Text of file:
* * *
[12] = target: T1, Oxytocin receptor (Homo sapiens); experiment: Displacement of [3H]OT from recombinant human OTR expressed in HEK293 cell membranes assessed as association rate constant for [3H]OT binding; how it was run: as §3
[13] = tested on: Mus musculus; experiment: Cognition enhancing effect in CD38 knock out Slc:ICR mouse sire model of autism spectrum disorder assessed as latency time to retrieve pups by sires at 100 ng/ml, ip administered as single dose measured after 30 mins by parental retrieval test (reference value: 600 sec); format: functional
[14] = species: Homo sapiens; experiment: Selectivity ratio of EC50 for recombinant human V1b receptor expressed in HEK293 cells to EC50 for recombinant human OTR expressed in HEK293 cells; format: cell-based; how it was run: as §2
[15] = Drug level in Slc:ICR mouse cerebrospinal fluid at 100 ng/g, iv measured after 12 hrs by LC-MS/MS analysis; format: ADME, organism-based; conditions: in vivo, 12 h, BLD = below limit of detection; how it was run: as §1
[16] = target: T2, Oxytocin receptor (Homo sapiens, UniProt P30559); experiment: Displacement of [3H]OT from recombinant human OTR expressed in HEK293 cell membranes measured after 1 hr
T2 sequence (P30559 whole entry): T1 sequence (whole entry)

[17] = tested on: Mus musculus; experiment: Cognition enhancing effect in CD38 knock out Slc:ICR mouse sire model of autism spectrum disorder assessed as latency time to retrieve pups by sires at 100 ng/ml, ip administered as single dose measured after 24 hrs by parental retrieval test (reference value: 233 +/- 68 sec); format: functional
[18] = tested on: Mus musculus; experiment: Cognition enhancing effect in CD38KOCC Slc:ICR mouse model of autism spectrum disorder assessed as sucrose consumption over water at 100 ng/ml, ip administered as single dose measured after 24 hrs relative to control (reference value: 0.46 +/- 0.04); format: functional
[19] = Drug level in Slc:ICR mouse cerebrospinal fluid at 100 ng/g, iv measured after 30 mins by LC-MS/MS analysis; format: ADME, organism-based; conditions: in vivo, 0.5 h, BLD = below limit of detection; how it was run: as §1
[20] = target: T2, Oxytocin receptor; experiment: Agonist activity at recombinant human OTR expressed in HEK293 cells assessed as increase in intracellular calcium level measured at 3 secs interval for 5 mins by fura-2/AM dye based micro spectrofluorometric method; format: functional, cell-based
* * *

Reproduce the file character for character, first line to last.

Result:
[12] = target: T1, Oxytocin receptor (Homo sapiens); experiment: Displacement of [3H]OT from recombinant human OTR expressed in HEK293 cell membranes assessed as association rate constant for [3H]OT binding; how it was run: as §3
[13] = tested on: Mus musculus; experiment: Cognition enhancing effect in CD38 knock out Slc:ICR mouse sire model of autism spectrum disorder assessed as latency time to retrieve pups by sires at 100 ng/ml, ip administered as single dose measured after 30 mins by parental retrieval test (reference value: 600 sec); format: functional
[14] = species: Homo sapiens; experiment: Selectivity ratio of EC50 for recombinant human V1b receptor expressed in HEK293 cells to EC50 for recombinant human OTR expressed in HEK293 cells; format: cell-based; how it was run: as §2
[15] = Drug level in Slc:ICR mouse cerebrospinal fluid at 100 ng/g, iv measured after 12 hrs by LC-MS/MS analysis; format: ADME, organism-based; conditions: in vivo, 12 h, BLD = below limit of detection; how it was run: as §1
[16] = target: T2, Oxytocin receptor (Homo sapiens, UniProt P30559); experiment: Displacement of [3H]OT from recombinant human OTR expressed in HEK293 cell membranes measured after 1 hr
T2 sequence (P30559 whole entry): T1 sequence (whole entry)

[17] = tested on: Mus musculus; experiment: Cognition enhancing effect in CD38 knock out Slc:ICR mouse sire model of autism spectrum disorder assessed as latency time to retrieve pups by sires at 100 ng/ml, ip administered as single dose measured after 24 hrs by parental retrieval test (reference value: 233 +/- 68 sec); format: functional
[18] = tested on: Mus musculus; experiment: Cognition enhancing effect in CD38KOCC Slc:ICR mouse model of autism spectrum disorder assessed as sucrose consumption over water at 100 ng/ml, ip administered as single dose measured after 24 hrs relative to control (reference value: 0.46 +/- 0.04); format: functional
[19] = Drug level in Slc:ICR mouse cerebrospinal fluid at 100 ng/g, iv measured after 30 mins by LC-MS/MS analysis; format: ADME, organism-based; conditions: in vivo, 0.5 h, BLD = below limit of detection; how it was run: as §1
[20] = target: T2, Oxytocin receptor; experiment: Agonist activity at recombinant human OTR expressed in HEK293 cells assessed as increase in intracellular calcium level measured at 3 secs interval for 5 mins by fura-2/AM dye based micro spectrofluorometric method; format: functional, cell-based